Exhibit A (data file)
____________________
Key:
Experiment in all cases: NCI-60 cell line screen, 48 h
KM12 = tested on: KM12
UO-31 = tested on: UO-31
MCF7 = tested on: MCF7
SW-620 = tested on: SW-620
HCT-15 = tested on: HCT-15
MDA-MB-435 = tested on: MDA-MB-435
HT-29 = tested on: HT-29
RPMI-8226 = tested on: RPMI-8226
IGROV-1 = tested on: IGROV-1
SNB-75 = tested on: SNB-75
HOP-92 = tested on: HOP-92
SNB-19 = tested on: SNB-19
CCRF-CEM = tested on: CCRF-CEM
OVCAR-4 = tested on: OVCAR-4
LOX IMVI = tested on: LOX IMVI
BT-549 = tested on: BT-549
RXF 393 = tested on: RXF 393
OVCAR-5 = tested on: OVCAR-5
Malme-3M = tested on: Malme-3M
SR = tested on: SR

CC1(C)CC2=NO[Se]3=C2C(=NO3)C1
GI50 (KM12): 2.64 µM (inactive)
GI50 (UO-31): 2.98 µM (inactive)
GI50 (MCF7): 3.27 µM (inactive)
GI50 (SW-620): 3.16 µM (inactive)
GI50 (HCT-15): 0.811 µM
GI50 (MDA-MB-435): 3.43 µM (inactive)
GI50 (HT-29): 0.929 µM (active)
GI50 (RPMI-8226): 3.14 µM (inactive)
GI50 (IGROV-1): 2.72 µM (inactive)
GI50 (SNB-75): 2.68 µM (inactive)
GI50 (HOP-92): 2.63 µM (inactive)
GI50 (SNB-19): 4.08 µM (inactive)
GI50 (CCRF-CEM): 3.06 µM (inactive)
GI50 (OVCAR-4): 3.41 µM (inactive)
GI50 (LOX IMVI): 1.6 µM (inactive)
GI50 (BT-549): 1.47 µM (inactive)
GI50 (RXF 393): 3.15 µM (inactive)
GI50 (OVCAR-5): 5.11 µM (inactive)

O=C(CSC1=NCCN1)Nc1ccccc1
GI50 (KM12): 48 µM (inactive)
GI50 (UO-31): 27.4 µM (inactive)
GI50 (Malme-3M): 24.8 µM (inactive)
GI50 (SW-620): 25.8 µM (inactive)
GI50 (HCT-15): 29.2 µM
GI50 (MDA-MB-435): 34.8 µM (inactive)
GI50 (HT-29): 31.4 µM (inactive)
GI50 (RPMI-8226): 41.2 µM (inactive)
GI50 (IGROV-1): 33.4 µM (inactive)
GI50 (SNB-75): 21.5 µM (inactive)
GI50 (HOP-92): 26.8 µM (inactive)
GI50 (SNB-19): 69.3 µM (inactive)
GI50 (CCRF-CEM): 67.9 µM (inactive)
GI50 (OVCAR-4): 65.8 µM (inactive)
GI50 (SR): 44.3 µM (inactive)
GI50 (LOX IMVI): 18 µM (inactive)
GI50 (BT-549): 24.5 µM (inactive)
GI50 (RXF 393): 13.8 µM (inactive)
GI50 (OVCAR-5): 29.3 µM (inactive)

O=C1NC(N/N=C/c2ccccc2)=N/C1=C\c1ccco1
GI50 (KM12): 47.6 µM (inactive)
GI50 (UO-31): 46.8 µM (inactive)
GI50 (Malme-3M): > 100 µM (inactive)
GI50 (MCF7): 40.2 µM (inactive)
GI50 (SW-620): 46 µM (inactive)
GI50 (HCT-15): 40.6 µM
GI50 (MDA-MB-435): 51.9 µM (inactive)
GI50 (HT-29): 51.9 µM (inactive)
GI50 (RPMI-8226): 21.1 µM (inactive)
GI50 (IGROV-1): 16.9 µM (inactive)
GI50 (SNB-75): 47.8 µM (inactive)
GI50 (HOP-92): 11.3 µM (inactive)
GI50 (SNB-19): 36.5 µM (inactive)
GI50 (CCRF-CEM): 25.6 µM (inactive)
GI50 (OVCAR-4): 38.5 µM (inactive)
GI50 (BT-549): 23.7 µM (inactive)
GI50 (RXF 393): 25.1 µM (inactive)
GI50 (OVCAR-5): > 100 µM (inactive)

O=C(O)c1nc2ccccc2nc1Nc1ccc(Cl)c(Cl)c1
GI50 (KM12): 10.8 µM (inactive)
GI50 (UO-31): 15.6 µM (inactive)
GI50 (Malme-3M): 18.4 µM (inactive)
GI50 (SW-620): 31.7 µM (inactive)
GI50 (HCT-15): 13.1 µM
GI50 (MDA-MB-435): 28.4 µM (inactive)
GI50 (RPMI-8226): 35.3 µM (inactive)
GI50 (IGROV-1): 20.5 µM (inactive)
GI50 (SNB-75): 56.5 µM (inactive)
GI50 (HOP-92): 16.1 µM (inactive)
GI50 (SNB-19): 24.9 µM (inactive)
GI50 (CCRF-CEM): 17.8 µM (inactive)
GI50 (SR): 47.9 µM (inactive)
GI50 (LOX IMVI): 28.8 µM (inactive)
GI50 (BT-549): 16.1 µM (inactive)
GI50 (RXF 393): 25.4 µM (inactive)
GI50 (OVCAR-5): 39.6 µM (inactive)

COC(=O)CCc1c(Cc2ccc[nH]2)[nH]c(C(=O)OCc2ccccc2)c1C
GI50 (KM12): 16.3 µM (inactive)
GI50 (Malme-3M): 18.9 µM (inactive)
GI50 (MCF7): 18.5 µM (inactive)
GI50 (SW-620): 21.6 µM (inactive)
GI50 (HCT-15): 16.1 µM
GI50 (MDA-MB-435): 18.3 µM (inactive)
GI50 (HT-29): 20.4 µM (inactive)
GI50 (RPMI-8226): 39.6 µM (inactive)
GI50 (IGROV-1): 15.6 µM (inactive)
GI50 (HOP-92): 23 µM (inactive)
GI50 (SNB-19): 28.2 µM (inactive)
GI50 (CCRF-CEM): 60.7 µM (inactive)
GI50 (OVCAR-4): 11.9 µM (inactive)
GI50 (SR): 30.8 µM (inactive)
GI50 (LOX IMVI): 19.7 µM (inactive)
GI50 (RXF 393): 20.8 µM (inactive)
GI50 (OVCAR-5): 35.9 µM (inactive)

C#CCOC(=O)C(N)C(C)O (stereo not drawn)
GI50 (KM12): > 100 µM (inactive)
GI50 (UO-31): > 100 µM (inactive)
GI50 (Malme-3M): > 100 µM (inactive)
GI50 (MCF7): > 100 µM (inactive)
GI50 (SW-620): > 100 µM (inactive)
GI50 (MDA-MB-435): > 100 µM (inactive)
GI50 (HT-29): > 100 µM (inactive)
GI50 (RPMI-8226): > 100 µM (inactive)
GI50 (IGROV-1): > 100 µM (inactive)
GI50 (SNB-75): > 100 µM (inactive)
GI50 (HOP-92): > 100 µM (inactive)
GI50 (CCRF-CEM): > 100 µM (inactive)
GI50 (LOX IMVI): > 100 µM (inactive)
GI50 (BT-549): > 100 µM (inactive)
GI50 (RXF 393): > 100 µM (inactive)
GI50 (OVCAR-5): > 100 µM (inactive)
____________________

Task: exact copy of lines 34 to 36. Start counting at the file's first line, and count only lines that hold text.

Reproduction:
GI50 (HOP-92): 2.63 µM (inactive)
GI50 (SNB-19): 4.08 µM (inactive)
GI50 (CCRF-CEM): 3.06 µM (inactive)